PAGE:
Then I lugged down my Golden Gate. As expected, it was a no-contest. The sheer drive of the Lampi, the soundstage, bass, dynamics, separation of instruments on the first track we played, Scheherazade’s 4th movement, was exhilarating. We had the Nagra and the Lampi each plugged into a separate channel of the Siltech, so the back and forth was easy. The Nagra CD player was being used as the transport for both. I even decided to give decibel benefit to the Nagra. Yet, with the Nagra, the soundstage was in the speaker plane at each speaker. The Lampi would kick the soundstage sideways, back, forward, fill up the room, and the sound would be rising up towards the ceiling as the room heaved with the rise and fall of music. Each instrument was clear in multiple planes, instead of in a flat horizontal plane towards the listener. Like with the SME, the sound was more cohesive. The tones stood out clearly and with a difference, and the most exhilarating factor was the sheer drive.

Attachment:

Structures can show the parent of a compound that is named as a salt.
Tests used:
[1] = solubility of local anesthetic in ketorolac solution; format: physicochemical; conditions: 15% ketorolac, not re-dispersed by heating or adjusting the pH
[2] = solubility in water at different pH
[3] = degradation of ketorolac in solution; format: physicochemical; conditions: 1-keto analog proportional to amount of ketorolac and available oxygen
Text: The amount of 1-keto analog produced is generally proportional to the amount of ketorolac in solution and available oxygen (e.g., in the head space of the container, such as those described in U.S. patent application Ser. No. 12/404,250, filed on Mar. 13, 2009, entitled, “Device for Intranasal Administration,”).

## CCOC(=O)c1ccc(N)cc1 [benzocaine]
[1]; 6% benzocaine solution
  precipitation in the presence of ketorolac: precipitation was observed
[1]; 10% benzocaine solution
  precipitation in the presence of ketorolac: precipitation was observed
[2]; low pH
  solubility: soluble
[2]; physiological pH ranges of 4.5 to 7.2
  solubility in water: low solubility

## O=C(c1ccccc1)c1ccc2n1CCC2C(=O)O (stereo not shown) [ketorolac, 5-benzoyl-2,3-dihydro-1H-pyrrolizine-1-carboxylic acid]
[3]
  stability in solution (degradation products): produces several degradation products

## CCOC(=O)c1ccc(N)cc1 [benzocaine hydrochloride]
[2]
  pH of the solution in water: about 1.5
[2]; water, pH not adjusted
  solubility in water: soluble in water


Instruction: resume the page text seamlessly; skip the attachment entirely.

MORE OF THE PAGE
I think the Nagra was close on baritone and soprano – the Lampi gave the baritone a bit more chest. The chorals were marginally better on the Lampi, but both were enjoyable. The major differences happened on symphony. Apart from Scheherazade, we played Bydlo (Pictures at en exhibition). With the Lampi, the rise in the tuba sound was better, the room breathed as the cattle grew closer, and the dynamic range and heave increased dramatically as it stampeded through the room.
The second track on Mendelsohn’s Elijah is a favorite for comparing electronics as the complexity is extremely high. It is a mix of low and high volume, different dynamic levels, and a large orchestra. The lower volume instruments were separated and depicted more clearly with the Lampi and seemed lost in sound with the Nagra.
The Lampi was with the Special Lampi EML globe anniversary 45s.